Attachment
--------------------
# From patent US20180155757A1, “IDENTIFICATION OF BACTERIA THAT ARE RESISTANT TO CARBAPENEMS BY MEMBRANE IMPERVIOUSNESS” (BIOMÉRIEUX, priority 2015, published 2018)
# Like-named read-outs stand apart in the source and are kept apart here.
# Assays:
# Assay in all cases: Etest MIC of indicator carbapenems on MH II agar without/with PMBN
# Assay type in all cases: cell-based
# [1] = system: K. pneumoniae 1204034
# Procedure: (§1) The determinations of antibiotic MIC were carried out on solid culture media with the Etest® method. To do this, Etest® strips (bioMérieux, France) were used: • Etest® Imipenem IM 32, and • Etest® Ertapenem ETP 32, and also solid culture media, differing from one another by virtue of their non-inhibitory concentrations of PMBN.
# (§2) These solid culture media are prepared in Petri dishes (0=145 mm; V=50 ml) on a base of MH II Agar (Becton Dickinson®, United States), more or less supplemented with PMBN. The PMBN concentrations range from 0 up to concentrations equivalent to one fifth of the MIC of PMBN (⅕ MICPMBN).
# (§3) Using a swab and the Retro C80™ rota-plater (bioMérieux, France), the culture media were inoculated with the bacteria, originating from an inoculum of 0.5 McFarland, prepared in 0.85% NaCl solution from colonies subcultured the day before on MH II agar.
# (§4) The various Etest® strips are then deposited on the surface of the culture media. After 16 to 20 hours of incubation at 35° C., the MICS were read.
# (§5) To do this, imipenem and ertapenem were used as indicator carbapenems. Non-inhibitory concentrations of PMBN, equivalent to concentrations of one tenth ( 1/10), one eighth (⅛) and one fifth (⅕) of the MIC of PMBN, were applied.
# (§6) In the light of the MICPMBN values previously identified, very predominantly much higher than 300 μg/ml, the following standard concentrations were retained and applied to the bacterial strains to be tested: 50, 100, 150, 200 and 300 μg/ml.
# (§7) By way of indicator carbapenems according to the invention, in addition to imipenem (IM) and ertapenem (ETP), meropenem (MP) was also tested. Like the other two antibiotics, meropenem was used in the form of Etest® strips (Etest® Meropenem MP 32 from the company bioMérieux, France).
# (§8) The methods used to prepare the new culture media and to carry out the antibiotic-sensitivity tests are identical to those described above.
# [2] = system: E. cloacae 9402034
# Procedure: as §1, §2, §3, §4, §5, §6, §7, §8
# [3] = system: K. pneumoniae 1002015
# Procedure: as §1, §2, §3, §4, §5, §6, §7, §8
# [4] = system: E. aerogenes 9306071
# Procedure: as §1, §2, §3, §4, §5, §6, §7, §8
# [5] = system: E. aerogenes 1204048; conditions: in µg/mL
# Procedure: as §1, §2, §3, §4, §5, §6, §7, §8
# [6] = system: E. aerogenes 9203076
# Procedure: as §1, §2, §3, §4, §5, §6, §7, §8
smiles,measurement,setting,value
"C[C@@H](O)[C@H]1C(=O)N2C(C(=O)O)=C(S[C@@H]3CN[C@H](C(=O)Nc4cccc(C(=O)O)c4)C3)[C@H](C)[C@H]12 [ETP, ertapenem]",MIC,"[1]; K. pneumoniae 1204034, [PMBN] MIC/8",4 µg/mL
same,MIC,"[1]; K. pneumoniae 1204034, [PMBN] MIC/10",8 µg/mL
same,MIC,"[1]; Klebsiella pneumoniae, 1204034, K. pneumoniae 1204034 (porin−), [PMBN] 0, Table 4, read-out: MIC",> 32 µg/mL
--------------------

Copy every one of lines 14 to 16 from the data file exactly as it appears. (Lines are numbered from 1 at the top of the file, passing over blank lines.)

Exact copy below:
# (§8) The methods used to prepare the new culture media and to carry out the antibiotic-sensitivity tests are identical to those described above.
# [2] = system: E. cloacae 9402034
# Procedure: as §1, §2, §3, §4, §5, §6, §7, §8